THE WHITE HOUSE
Office of the Press Secretary
October 30, 1999
The Honorable J. Dennis Hastert
Speaker of the House of Representatives H-232 Capitol Building
Washington, D.C. 20515-6501
Dear Mr. Speaker:
Thank you for your letter on behalf of the Republican Leadership. I appreciate this opportunity to respond to the matters you raised.
As you know, it was the President who initiated the national challenge to "Save Social Security First" in his 1998 State of the Union Address. This year, the President sent legislation to Congress to ensure that the Social Security surplus is not spent, and also to extend the solvency of Social Security to 2050 by dedicating the interest savings from debt reduction to the Social Security Trust Fund. Congress has not yet acted on that proposal, and most Americans would be surprised to know that the Republican "lock-box" fails to extend Medicare or Social Security solvency by a single day.
Thanks to Democrats in Congress, we were able to stop a Republican tax cut that would have undermined Social Security. The exploding tax cut that President Clinton vetoed would have cost $1 trillion over the next decade and $4 trillion over the following decade just when the first baby boomers retire, Medicare becomes insolvent, and Social Security comes under strain. The clear, predictable impact of this plan would have been to drain hundreds of billions of dollars from Social security surpluses.
Today we have an historic opportunity to eliminate the debt by 2015, while strengthening Social Security and Medicare, investing in priorities like education, law enforcement, and the environment, and meeting our national security needs. We have this opportunity because of the tough decisions made by President Clinton and Congress in 1993 and 1997. As a result, today the debt is $1.7 trillion less than it was projected to be when President Clinton assumed office. Continuing balanced and responsible policies, is the only credible way to build on our progress and pay down the debt. Your exploding tax cut would have reversed our course of fiscal discipline and risked leaving America permanently in debt.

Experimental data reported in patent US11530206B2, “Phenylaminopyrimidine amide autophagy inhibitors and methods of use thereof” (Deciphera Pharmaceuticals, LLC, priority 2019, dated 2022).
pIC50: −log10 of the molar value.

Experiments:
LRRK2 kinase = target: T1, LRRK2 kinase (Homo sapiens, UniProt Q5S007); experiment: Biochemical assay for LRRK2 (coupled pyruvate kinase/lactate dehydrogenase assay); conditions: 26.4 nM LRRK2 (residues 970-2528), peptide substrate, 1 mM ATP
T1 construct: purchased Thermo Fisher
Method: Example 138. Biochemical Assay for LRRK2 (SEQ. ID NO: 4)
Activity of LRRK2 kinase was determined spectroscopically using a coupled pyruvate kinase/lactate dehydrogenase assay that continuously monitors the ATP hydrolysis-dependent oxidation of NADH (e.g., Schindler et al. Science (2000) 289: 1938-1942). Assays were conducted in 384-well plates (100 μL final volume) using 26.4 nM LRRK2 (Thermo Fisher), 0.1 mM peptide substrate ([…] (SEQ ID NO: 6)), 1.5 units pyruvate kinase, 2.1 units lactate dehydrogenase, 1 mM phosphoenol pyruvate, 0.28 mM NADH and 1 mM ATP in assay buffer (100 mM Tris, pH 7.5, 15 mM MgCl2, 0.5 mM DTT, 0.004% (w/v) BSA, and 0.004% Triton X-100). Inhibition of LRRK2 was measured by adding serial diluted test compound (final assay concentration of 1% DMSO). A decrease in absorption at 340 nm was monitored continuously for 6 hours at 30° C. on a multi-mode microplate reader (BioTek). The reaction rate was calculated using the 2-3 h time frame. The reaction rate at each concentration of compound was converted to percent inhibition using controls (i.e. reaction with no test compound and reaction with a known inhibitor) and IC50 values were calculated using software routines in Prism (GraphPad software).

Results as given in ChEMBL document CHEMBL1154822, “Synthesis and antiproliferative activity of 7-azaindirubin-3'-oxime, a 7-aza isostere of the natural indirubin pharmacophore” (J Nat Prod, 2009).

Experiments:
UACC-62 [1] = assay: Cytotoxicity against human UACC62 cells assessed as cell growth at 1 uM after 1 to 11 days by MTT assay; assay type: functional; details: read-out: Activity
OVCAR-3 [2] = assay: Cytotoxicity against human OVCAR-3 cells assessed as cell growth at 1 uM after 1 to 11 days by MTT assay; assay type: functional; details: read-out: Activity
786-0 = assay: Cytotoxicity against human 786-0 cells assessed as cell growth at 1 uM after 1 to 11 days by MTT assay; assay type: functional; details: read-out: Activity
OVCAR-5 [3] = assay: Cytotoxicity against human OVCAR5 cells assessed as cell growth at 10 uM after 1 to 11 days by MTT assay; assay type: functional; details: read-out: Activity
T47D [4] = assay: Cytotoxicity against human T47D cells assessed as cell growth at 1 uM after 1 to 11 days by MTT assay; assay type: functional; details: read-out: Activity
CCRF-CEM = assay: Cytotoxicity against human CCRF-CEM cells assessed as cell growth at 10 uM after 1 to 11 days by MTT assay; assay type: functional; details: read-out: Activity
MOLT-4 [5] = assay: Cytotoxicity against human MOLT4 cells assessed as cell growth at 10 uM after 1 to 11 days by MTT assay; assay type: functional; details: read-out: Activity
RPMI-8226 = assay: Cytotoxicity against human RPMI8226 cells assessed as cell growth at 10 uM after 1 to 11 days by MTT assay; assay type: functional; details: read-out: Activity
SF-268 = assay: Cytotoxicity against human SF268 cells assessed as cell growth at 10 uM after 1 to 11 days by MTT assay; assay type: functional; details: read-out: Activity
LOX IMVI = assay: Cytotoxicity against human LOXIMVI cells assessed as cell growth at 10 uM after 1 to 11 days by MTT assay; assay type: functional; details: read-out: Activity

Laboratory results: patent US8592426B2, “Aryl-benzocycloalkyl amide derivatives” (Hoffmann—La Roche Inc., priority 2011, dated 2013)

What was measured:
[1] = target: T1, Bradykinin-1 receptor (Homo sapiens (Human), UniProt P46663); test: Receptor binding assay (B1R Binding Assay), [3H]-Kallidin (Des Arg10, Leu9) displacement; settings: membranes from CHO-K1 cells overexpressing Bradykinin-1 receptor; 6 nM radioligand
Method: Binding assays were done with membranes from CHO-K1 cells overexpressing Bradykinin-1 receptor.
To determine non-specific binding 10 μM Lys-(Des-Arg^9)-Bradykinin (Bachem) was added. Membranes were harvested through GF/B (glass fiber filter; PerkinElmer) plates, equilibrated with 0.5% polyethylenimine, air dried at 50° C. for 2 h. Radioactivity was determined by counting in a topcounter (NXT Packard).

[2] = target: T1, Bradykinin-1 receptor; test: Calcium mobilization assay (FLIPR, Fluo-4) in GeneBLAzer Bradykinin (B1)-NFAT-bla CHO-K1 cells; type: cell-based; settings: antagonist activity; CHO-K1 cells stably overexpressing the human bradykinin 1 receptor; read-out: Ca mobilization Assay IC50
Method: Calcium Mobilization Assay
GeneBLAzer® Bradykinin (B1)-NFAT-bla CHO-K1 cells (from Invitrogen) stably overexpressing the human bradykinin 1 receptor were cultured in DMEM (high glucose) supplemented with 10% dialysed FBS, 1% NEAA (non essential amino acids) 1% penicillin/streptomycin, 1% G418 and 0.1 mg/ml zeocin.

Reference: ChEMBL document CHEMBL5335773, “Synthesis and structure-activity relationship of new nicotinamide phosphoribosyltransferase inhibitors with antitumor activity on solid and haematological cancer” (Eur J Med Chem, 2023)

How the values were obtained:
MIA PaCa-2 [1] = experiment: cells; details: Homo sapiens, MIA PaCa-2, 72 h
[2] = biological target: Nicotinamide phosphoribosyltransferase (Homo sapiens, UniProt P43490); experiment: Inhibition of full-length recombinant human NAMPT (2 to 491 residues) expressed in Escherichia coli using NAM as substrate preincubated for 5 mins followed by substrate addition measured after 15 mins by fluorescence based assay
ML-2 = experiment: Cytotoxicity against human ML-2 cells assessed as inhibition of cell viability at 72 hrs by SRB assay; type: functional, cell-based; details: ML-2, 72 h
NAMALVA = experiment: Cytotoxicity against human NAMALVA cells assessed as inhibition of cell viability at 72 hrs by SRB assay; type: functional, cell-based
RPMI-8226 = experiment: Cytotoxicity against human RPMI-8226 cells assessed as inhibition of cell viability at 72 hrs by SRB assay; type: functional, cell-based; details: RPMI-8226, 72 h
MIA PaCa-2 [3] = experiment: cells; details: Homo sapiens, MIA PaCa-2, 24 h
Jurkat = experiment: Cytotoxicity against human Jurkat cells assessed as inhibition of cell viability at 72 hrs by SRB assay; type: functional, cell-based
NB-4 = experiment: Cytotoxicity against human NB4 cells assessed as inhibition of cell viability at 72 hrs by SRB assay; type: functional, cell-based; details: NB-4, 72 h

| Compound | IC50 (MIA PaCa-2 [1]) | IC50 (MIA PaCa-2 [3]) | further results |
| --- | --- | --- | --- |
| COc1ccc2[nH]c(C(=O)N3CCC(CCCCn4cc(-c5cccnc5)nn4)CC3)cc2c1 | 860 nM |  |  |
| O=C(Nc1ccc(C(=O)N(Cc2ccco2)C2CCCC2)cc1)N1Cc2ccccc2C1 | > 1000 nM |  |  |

A central tenet of the President's approach is not only extending the life of the Social Security Trust Fund in the future, but also acting to protect the Trust Fund today. The President's plan does both. By contrast, some Republicans have even confessed to a conscious strategy to force the use of the Social Security surplus this year purely in order to gain partisan political advantage.
We can and should meet our obligations without spending from the Social Security Trust Fund. The President has proposed responsible offsets to prevent spending the Social Security surplus. Instead of adopting these proposals, you have adopted a series of budgetary gimmicks -- including the designation of the fully predictable and constitutionally-mandated census as "emergency" spending. And just this week, the Congressional Budget Office has certified that the final Republican budget bills spend more than $17 billion of the Social Security surplus in this fiscal year.
Having completed a budget that spends the Social Security surplus, you have a choice: you can continue with this pointless partisanship, or, as the President suggested in his meeting with you, work with us to strengthen Social Security for the 21st century.
We remain committed to reserving the Social Security surplus for debt reduction and Social Security and to working with you on a budget that accomplishes this goal while investing in education, law enforcement, the environment, and national security.
John Podesta Chief of Staff to the President